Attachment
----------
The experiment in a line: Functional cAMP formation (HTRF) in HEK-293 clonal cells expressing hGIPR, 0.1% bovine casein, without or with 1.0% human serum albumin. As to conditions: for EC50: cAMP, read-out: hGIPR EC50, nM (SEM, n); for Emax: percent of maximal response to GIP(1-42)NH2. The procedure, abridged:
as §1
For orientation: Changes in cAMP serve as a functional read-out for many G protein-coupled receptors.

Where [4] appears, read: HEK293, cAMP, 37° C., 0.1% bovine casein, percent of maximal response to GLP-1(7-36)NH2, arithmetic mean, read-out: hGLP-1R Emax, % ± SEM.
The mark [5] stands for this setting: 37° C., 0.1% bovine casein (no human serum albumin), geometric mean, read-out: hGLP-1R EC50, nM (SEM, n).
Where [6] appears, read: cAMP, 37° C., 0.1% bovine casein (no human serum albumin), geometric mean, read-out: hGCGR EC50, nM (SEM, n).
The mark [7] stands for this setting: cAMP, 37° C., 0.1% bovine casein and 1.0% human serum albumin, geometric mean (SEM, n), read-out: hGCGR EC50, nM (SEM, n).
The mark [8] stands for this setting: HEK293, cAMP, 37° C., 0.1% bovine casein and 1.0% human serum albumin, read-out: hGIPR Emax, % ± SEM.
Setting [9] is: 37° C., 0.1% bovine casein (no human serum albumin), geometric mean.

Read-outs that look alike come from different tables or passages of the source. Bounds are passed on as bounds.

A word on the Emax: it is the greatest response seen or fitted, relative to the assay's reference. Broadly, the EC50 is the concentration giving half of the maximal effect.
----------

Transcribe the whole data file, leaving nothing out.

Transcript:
The experiment in a line: Functional cAMP formation (HTRF) in HEK-293 clonal cells expressing hGIPR, 0.1% bovine casein, without or with 1.0% human serum albumin. As to conditions: for EC50: cAMP, read-out: hGIPR EC50, nM (SEM, n); for Emax: percent of maximal response to GIP(1-42)NH2. The procedure, abridged:
as §1
For orientation: Changes in cAMP serve as a functional read-out for many G protein-coupled receptors.

Where [4] appears, read: HEK293, cAMP, 37° C., 0.1% bovine casein, percent of maximal response to GLP-1(7-36)NH2, arithmetic mean, read-out: hGLP-1R Emax, % ± SEM.
The mark [5] stands for this setting: 37° C., 0.1% bovine casein (no human serum albumin), geometric mean, read-out: hGLP-1R EC50, nM (SEM, n).
Where [6] appears, read: cAMP, 37° C., 0.1% bovine casein (no human serum albumin), geometric mean, read-out: hGCGR EC50, nM (SEM, n).
The mark [7] stands for this setting: cAMP, 37° C., 0.1% bovine casein and 1.0% human serum albumin, geometric mean (SEM, n), read-out: hGCGR EC50, nM (SEM, n).
The mark [8] stands for this setting: HEK293, cAMP, 37° C., 0.1% bovine casein and 1.0% human serum albumin, read-out: hGIPR Emax, % ± SEM.
Setting [9] is: 37° C., 0.1% bovine casein (no human serum albumin), geometric mean.

Read-outs that look alike come from different tables or passages of the source. Bounds are passed on as bounds.

A word on the Emax: it is the greatest response seen or fitted, relative to the assay's reference. Broadly, the EC50 is the concentration giving half of the maximal effect.